New Delhi: As management education in India continues to evolve, leading B-schools are opting for international accreditation to improve their brands and pedagogy, fuel exchange programmes and increase international relations.
Asia is increasingly being viewed as the next management hub, and within the continent India is emerging as a key player due to the rising importance of its economy, liberalization of education, and corporate endorsement in higher education, say industry experts and education entrepreneurs.
Indian B-schools are opting for three kinds of global accreditations—the British-promoted Association of MBAs (AMBA), the European Quality Improvement System (EQUIS) and the American AACSB (Association to Advance Collegiate Schools of Business).
Last week, the Indian School of Business (ISB), Hyderabad, got AACSB accreditation, the first South Asian B-school to get this. In November, the Indian Institute of Management, Lucknow, got AMBA recognition.
While AMBA is given to courses and programmes, the other two take into account the overall aspect of a school, including infrastructure, governance and coursework.
“It took us almost one year to get AMBA accreditation,” said Sanjay K. Singh, a professor at IIM-Lucknow. “As Indian education opens up, foreign institutes will come home and domestic institutes will go abroad. Here, international accreditation helps. It improves your brand image for sure,” he added.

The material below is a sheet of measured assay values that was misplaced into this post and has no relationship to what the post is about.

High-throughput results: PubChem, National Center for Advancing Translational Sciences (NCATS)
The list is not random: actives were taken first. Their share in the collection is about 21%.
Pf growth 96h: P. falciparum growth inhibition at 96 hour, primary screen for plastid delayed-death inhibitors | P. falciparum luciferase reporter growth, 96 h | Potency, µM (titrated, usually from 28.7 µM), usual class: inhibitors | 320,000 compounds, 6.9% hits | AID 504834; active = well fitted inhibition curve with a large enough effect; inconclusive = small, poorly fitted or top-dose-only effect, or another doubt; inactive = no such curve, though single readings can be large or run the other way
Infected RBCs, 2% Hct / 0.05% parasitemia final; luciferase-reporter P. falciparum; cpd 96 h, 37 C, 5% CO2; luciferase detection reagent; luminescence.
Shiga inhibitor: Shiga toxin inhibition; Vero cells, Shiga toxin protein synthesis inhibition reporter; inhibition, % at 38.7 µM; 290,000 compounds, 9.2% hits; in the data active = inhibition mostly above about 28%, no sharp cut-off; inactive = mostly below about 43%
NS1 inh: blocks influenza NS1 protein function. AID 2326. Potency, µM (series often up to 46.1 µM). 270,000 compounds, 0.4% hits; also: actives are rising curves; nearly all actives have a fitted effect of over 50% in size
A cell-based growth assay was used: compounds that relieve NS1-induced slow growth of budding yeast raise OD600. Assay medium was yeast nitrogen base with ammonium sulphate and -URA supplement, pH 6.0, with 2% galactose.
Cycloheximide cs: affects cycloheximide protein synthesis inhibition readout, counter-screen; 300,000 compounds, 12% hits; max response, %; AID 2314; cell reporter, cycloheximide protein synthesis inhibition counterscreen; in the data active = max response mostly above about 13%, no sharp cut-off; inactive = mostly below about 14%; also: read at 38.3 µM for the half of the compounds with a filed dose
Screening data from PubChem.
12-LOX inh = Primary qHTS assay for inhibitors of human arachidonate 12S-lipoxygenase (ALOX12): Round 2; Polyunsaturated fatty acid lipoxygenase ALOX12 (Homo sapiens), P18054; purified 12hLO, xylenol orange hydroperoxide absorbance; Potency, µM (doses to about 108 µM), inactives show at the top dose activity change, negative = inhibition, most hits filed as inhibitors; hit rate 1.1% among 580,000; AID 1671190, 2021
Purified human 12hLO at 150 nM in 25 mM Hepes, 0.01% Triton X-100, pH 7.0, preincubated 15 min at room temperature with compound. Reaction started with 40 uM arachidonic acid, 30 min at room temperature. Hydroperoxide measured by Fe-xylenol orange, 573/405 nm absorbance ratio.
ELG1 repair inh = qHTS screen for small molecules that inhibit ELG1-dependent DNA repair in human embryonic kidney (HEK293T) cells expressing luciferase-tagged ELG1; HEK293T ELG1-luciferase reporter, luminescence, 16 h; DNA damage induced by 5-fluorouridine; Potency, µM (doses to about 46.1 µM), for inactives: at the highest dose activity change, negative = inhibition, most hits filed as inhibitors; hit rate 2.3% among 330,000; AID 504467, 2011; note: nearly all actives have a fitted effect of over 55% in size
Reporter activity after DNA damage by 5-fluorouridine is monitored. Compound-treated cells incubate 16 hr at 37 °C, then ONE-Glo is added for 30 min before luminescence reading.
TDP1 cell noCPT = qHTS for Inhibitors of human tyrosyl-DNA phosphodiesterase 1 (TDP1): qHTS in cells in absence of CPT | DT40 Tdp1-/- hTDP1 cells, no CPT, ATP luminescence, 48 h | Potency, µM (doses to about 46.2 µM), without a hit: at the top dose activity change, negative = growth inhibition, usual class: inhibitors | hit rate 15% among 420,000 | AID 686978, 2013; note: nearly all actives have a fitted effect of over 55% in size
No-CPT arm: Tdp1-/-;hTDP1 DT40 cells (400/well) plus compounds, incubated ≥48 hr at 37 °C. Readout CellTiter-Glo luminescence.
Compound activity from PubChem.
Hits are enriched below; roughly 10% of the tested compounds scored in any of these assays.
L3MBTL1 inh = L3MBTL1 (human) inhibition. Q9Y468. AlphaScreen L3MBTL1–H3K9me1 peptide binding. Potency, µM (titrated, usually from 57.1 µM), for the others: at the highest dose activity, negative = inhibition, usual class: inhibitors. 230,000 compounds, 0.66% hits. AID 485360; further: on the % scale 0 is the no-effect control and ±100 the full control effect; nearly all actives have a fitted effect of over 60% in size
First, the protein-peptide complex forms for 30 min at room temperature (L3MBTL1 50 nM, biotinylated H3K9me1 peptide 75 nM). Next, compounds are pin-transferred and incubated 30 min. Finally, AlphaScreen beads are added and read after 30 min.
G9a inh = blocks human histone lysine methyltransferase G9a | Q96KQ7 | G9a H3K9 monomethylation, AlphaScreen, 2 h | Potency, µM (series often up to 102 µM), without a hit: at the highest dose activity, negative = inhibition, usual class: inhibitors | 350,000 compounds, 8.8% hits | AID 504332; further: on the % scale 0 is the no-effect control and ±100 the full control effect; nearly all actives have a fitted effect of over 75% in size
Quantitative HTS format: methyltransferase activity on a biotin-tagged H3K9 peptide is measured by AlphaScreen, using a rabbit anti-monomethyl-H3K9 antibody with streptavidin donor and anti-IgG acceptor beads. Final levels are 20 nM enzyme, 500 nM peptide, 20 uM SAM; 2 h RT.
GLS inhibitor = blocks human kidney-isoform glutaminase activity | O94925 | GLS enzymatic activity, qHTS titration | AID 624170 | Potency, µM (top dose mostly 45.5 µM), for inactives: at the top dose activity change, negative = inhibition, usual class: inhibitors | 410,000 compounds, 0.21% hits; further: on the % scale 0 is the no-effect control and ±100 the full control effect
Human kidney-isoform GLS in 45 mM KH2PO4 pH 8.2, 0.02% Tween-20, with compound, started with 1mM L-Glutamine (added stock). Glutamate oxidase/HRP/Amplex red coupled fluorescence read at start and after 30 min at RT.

AMBA has accorded accreditation to IIM-Lucknow’s PGPM (postgraduate programme in management), IPMX (international programme in management for executives), and WMP (working managers’ programme), the institute says on its website. The accreditation has been awarded for five years beginning November.
Suresh Advani, a professor and in-charge of international relations at Mumbai-based SP Jain Institute of Management and Research (SPJIMR), said the school’s international exchange programme has gone up significantly since it got AMBA accreditation in 2010.
“Earlier, we had two student and faculty exchange agreements but was almost ineffective. Now we have eight operational exchanges, three twining programmes with leading foreign B-schools,” he said.
An international accreditation implies a level of governance structure, curricula, placement record, pedagogy and research background, among other things. “While the institute gets good collaborations and a better brand name, students benefit from better exposure, international exchanges and, of course, a further better placement,” Advani explained.
Ajit Rangnekar, dean of ISB, said foreign accreditations will help Indian management schools strengthen their global standing and raise the quality of Indian education.
“We are confident that this recognition will translate into increased interest by the international community comprising of faculty, students and recruiters, and help us chart Asia’s and India’s growth as the global management education hub,” Rangnekar said in a statement.
Other Indian B-schools that have got international accridiations include the IIMs at Kozhikode, Ahmedabad and Bangalore, and the Management Development Institute, Gurgaon.
Several other institutes have applied for these accreditations. “If you want to improve your standing, such accreditation help a lot. We have applied for AACSB accreditation,” said Anand Rai, vice-president of the New Delhi-based IILM Institute of Higher Education.
H. Chaturvedi, director, Birla Institute of Management Technology, too, is eager for an international accreditation, as this, he said, can introduce diversity into classrooms by bringing foreign students and faculties.